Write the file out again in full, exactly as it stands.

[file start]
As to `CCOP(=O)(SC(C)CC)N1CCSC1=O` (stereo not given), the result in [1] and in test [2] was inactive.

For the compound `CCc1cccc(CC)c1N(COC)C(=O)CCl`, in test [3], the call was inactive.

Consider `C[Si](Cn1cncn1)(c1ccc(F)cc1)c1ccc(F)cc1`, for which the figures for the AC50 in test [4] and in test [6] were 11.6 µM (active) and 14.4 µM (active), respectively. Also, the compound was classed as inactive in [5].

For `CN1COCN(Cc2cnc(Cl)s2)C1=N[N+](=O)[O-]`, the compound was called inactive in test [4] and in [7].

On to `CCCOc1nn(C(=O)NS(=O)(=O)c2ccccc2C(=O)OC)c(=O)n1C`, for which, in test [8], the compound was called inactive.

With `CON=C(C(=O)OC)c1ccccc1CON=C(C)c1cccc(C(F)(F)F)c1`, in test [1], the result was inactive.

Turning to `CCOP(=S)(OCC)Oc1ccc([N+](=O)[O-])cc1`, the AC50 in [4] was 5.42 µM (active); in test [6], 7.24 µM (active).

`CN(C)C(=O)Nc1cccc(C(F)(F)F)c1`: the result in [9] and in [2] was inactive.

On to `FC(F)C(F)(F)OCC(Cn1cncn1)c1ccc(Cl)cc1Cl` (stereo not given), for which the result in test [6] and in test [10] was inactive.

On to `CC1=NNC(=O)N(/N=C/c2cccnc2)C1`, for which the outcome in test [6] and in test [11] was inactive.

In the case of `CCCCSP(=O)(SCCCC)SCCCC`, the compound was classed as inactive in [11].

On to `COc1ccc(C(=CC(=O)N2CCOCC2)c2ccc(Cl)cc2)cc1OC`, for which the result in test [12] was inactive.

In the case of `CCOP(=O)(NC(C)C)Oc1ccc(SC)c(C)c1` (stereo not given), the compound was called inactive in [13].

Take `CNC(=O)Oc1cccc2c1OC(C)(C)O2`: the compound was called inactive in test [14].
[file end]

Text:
As to `CCOP(=O)(SC(C)CC)N1CCSC1=O` (stereo not given), the result in [1] and in test [2] was inactive.

For the compound `CCc1cccc(CC)c1N(COC)C(=O)CCl`, in test [3], the call was inactive.

Consider `C[Si](Cn1cncn1)(c1ccc(F)cc1)c1ccc(F)cc1`, for which the figures for the AC50 in test [4] and in test [6] were 11.6 µM (active) and 14.4 µM (active), respectively. Also, the compound was classed as inactive in [5].

For `CN1COCN(Cc2cnc(Cl)s2)C1=N[N+](=O)[O-]`, the compound was called inactive in test [4] and in [7].

On to `CCCOc1nn(C(=O)NS(=O)(=O)c2ccccc2C(=O)OC)c(=O)n1C`, for which, in test [8], the compound was called inactive.

With `CON=C(C(=O)OC)c1ccccc1CON=C(C)c1cccc(C(F)(F)F)c1`, in test [1], the result was inactive.

Turning to `CCOP(=S)(OCC)Oc1ccc([N+](=O)[O-])cc1`, the AC50 in [4] was 5.42 µM (active); in test [6], 7.24 µM (active).

`CN(C)C(=O)Nc1cccc(C(F)(F)F)c1`: the result in [9] and in [2] was inactive.

On to `FC(F)C(F)(F)OCC(Cn1cncn1)c1ccc(Cl)cc1Cl` (stereo not given), for which the result in test [6] and in test [10] was inactive.

On to `CC1=NNC(=O)N(/N=C/c2cccnc2)C1`, for which the outcome in test [6] and in test [11] was inactive.

In the case of `CCCCSP(=O)(SCCCC)SCCCC`, the compound was classed as inactive in [11].

On to `COc1ccc(C(=CC(=O)N2CCOCC2)c2ccc(Cl)cc2)cc1OC`, for which the result in test [12] was inactive.

In the case of `CCOP(=O)(NC(C)C)Oc1ccc(SC)c(C)c1` (stereo not given), the compound was called inactive in [13].

Take `CNC(=O)Oc1cccc2c1OC(C)(C)O2`: the compound was called inactive in test [14].